As a result, the character doesn't even get redemption, and they will never throw off the darkness of their past. This will almost always be the response given to a villain who expresses a desire to redeem themselves, but whose past actions were too far beyond the pale for anything even resembling a convincing redemption to take place.
He believes his affair with Abigail irreparably damaged him in the eyes of God, his wife Elizabeth, and himself. True, Proctor did succumb to sin and commit adultery; however, he lacks the capacity to forgive himself.
Unsurprisingly, his relationship with Elizabeth remains strained throughout the majority of the play. He resents Elizabeth because she cannot forgive him and trust him again, but he is guilty of the same thing.
In addition to struggling with the weight of his sin, the fact that he must reveal his transgression torments Proctor. His best possession is his good name and the respect and integrity associated with it. Once he acknowledges his affair with Abigail, Proctor effectively brands himself an adulterer and loses his good name.
He dreads revealing his sin because guilt and regret already overwhelm him.
Proctor believes a public display of his wrongdoing only intensifies the extent of his sin, thereby multiplying his guilt. He willingly sacrifices his good name in order to protect his wife.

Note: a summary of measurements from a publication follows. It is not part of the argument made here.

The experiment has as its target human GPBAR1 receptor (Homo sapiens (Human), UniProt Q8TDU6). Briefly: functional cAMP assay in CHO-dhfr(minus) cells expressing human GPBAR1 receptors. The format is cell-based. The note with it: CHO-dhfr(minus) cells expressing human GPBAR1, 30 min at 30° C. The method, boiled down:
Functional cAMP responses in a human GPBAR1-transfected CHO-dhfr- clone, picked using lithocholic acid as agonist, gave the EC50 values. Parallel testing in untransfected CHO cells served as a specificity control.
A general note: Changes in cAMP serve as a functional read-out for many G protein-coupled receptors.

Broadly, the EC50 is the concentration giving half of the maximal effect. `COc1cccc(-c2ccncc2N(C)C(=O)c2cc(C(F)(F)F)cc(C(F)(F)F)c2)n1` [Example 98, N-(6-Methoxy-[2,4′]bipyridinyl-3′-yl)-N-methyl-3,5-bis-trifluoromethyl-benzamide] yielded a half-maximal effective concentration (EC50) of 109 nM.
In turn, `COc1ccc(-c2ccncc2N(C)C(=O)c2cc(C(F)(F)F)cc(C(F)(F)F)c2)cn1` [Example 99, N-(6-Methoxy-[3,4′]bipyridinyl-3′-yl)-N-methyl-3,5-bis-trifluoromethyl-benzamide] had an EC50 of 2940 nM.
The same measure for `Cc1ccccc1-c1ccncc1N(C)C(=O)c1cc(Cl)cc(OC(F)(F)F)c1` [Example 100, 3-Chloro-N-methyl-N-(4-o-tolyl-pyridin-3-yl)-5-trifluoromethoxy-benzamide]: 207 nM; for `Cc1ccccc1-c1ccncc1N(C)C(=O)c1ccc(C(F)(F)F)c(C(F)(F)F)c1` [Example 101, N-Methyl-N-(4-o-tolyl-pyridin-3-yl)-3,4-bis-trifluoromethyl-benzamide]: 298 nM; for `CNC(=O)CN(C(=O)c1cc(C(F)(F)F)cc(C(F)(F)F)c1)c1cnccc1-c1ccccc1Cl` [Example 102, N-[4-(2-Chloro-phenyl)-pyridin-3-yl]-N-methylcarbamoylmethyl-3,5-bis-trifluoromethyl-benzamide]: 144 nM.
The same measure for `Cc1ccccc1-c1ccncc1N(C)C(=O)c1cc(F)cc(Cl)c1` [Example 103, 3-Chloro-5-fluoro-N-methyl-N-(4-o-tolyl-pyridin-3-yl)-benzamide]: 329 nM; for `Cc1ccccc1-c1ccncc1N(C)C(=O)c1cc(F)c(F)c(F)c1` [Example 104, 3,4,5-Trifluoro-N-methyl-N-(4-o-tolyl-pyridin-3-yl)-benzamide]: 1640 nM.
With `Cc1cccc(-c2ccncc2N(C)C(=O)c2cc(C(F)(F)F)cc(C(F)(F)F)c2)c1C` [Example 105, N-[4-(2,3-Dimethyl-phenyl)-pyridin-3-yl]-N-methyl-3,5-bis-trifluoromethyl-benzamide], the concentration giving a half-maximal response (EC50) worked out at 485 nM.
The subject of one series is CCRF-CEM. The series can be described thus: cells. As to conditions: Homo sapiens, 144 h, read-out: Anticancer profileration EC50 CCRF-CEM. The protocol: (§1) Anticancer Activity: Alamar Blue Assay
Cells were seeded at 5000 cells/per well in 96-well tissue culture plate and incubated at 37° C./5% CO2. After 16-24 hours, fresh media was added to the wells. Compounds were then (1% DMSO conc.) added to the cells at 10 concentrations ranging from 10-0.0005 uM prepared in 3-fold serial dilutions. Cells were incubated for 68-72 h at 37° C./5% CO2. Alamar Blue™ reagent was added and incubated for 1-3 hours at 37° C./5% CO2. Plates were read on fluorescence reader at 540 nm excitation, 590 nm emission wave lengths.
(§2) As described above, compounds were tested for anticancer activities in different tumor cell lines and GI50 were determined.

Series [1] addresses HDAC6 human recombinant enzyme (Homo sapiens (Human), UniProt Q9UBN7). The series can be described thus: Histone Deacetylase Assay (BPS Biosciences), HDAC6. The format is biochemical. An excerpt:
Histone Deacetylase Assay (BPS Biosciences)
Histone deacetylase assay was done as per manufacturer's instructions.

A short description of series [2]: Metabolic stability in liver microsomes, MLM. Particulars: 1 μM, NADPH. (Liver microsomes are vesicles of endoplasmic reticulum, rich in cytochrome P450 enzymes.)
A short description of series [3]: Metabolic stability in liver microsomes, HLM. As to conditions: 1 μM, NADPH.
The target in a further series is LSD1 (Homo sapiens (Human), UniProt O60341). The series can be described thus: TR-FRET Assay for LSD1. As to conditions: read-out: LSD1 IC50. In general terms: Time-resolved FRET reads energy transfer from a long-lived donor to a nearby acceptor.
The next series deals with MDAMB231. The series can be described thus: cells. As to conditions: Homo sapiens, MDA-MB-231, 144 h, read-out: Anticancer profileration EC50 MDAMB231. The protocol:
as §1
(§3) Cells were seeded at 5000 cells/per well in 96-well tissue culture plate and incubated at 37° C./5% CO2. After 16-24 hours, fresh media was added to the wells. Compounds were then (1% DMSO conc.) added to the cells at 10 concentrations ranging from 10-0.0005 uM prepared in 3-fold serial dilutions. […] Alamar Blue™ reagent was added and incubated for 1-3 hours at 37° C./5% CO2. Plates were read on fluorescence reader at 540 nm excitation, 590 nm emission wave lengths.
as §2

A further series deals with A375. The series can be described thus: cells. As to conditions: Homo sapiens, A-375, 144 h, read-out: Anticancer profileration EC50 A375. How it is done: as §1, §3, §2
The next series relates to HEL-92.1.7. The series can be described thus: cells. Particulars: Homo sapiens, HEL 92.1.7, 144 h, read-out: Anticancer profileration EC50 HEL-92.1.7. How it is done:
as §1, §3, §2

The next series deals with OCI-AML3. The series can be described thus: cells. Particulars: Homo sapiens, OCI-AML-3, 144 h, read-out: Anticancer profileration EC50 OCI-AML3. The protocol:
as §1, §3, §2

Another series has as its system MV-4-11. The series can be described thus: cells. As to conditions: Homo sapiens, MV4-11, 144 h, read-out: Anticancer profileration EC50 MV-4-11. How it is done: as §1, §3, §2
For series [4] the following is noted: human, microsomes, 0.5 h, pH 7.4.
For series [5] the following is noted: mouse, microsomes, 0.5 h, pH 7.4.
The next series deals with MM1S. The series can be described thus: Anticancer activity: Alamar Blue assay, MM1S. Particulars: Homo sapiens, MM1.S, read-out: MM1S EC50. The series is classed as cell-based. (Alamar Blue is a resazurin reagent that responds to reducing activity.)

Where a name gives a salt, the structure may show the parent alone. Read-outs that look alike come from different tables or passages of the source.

At the end of the play, Proctor refuses to slander himself by allowing the court to nail his false confession to the church door. Proctor knows that he will damn himself, yet again, if he agrees to confess. Although he wants to live, escaping death is not worth basing the remainder of his life on a lie.
As the court officials lead him to the gallows, he finds peace for the first time in the play.Characterization of John Proctor - The Crucible essaysIt is not uncommon for a small insignificant lie to roll downhill and become an uncontrollable snowball.
This same analogy applies to collective hysterias; a person's fear of someone or something easily spreads from person to person, growin. I've never seen the play or any odd the movies, but the book was really good.
It centers around Abigail Williams and John Proctor. Abigail was one of the leaders of the girls who accused townspeople of .
A Comparison of Stress and Coping Styles in Men and Women - It is a fact that men and women differ in many ways. Various researchers have pondered, and tried to determine the differences that may exist in coping styles and levels of stress in men and women.
Afro Samurai offers a non-death variant. At the very start of his journey, Afro's obsession with revenge resulted in the death of all of his friends and his teacher.
This is the one of two times in the series he actually shows regret for his actions, but he quickly accepts afterwards that . Rohan was born and raised in South Africa. After immigrating to the United States with his family he attended school at Brigham Young University – Idaho where he earned a .
Abigail Williams, as one of the first to bring accusations of witchcraft against others in Salem, is a central figure in The Crucible.
Strong-willed and intelligent, Abigail uses social paranoia.